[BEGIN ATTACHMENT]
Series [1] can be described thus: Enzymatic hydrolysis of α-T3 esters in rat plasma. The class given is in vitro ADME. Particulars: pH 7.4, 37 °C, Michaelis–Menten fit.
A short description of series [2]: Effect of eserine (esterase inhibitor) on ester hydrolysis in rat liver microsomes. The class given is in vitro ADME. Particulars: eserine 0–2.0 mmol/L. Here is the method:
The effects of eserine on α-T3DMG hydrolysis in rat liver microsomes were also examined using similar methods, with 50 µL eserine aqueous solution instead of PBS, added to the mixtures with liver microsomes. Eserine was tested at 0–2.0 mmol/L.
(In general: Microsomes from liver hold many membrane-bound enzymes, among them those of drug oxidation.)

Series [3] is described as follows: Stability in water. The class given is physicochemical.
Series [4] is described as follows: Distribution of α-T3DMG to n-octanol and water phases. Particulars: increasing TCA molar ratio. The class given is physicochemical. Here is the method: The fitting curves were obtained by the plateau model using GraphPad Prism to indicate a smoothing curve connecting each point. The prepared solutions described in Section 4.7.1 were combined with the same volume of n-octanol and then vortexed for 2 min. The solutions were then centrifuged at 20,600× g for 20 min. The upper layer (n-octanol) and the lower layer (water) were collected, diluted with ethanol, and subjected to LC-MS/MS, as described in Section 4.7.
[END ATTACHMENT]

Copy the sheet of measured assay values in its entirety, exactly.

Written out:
Series [1] can be described thus: Enzymatic hydrolysis of α-T3 esters in rat plasma. The class given is in vitro ADME. Particulars: pH 7.4, 37 °C, Michaelis–Menten fit.
A short description of series [2]: Effect of eserine (esterase inhibitor) on ester hydrolysis in rat liver microsomes. The class given is in vitro ADME. Particulars: eserine 0–2.0 mmol/L. Here is the method:
The effects of eserine on α-T3DMG hydrolysis in rat liver microsomes were also examined using similar methods, with 50 µL eserine aqueous solution instead of PBS, added to the mixtures with liver microsomes. Eserine was tested at 0–2.0 mmol/L.
(In general: Microsomes from liver hold many membrane-bound enzymes, among them those of drug oxidation.)

Series [3] is described as follows: Stability in water. The class given is physicochemical.
Series [4] is described as follows: Distribution of α-T3DMG to n-octanol and water phases. Particulars: increasing TCA molar ratio. The class given is physicochemical. Here is the method: The fitting curves were obtained by the plateau model using GraphPad Prism to indicate a smoothing curve connecting each point. The prepared solutions described in Section 4.7.1 were combined with the same volume of n-octanol and then vortexed for 2 min. The solutions were then centrifuged at 20,600× g for 20 min. The upper layer (n-octanol) and the lower layer (water) were collected, diluted with ethanol, and subjected to LC-MS/MS, as described in Section 4.7.